Shining bright: Artists perform the popular Chinese lampion dance to highlight Lunar New Year celebration at the Jakarta Convention Center on Sunday. The event, which was officially opened by President Susilo Bambang Yudhoyono, was attended by some 50,000 people. JP/R. BERTO WEDHATAMA
Chinese-Indonesians are beginning to enjoy the lowering of many major hurdles in living in the mainly Muslim country, a top Confucian leader says.
The only remaining problem is the issue of ID cards, over which ethnic Chinese residents still face discrimination in many parts of the country, said Indonesia Confucianism High Assembly (Matakin) chairman Budi S. Tanuwibowo.
He was speaking during a celebration in Jakarta on Sunday for Chinese New Year, which was attended by President Susilo Bambang Yudhoyono.
Some 6,000 Confucians were present at the event organized by Matakin.
In turn, Yudhoyono called on all state officials to improve their services to the country's Confucian and Chinese-Indonesian communities, saying all discriminatory acts against minorities must be put to an end.
He added there had been significant progress in the fulfillment of civilian rights for both minority groups over the last 10 years.
“I’m asking the religious affairs minister, the education minister and the justice and human rights minister, as well as all related parties in both central and local administrations, to continue to improve the quality of their services so as to fulfil the civilian rights of the Confucian and ethnic Chinese communities,” Yudhoyono said in his address.
“In accordance with the 2006 Law on Citizenship, you [state officials] should not have any doubts about giving good service.
"There should be no more discriminatory treatment against anyone."
The improvement of minority groups' rights, the President added, could be found in marriage registrations, now available to Confucian couples.
It can also be seen in the education sector, with the Religious Affairs Ministry’s issuance of two regulations legalizing the incorporation of Confucian teachings in school curricula.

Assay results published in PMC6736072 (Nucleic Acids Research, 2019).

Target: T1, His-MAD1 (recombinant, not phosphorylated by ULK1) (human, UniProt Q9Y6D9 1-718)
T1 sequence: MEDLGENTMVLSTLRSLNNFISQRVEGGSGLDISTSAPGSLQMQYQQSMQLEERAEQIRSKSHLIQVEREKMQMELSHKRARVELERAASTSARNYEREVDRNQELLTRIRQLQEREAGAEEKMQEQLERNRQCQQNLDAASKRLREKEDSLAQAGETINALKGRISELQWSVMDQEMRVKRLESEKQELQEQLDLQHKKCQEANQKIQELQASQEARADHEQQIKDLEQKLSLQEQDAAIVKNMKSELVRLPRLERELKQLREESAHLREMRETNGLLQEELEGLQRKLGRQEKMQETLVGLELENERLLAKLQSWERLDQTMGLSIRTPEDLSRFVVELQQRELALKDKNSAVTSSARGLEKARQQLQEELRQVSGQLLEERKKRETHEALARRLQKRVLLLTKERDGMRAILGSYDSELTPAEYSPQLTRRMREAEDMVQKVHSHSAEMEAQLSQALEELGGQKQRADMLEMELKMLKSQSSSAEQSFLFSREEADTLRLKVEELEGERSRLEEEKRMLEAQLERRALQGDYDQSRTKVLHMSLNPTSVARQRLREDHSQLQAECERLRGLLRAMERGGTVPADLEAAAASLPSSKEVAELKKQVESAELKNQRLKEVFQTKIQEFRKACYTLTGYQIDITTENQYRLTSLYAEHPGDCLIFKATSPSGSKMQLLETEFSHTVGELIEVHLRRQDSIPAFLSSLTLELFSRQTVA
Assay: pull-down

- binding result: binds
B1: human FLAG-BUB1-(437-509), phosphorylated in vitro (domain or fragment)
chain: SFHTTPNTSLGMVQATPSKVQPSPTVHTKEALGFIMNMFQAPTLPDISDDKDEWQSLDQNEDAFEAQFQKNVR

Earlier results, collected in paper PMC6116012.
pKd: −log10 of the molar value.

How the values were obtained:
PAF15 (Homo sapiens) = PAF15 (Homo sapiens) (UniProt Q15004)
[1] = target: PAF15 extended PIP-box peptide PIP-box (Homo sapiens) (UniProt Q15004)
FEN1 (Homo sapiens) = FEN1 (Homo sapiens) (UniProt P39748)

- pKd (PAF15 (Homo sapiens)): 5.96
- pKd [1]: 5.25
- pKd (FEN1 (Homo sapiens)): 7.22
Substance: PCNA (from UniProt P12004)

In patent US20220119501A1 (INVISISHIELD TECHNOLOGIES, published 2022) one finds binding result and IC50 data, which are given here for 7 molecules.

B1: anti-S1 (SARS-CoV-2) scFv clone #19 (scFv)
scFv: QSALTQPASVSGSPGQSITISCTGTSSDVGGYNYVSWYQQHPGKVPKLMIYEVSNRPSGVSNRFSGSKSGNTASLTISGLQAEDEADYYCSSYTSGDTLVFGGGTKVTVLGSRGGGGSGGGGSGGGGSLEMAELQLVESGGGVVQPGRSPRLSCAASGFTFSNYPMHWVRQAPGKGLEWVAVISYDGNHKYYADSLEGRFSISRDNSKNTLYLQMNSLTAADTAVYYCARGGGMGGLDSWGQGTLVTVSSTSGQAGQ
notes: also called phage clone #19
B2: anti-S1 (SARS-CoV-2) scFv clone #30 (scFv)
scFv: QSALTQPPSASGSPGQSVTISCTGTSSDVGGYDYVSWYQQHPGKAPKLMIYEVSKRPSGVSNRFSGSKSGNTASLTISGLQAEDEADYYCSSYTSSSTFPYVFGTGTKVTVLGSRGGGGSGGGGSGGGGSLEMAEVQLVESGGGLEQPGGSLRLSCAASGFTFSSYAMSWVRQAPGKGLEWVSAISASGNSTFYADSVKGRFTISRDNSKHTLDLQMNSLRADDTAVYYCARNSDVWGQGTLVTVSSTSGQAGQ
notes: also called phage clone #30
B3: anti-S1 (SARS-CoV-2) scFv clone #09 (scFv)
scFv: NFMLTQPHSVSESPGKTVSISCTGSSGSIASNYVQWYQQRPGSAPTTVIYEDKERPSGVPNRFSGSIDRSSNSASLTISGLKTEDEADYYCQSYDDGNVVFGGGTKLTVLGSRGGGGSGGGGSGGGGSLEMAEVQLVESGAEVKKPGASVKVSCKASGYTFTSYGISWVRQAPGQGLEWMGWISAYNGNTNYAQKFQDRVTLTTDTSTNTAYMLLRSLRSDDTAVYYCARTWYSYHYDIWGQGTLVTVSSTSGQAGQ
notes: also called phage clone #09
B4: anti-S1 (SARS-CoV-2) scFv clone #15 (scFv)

“Also, the Center for Religious Harmony now serves Confucianism. And there are no more problems now about the establishment of houses of worship for Confucians,” Yudhoyono said.
In response, Matakin's Budi Tanuwibowo acknowledged the improving conditions, citing “three big occurrences” last year, including the issuance of the two ministerial regulations and the granting of a plot of land at the Taman Mini Indonesia Indah theme park to establish a Confucian temple, whose ground-breaking ceremony will take place Monday.
Another “historic” occurrence was Yudhoyono’s attendance, the first ever by a president, at the celebration last October of Prophet Kong Zi’s 2559th birthday in Cibinong, West Java, Budi added.
"All problems [over the rights of Confucians and ethnic Chinese communities] are over now, except in the application of ID cards, which remains problematic in many regions," he said.
Indonesia officially began celebrating Chinese New Year after former president Abdurrahman Wahid in 1999 annulled a 1967 presidential instruction banning all activities related to Chinese traditions, including the practices of Confucianism teaching.
Three years later, Wahid's successor Megawati Soekarnoputri officially declared Chinese New Year a national holiday.
Yudhoyono, who is seeking another five-year term in office, seized upon Sunday's event to ask Confucians to vote during the upcoming legislative and presidential elections.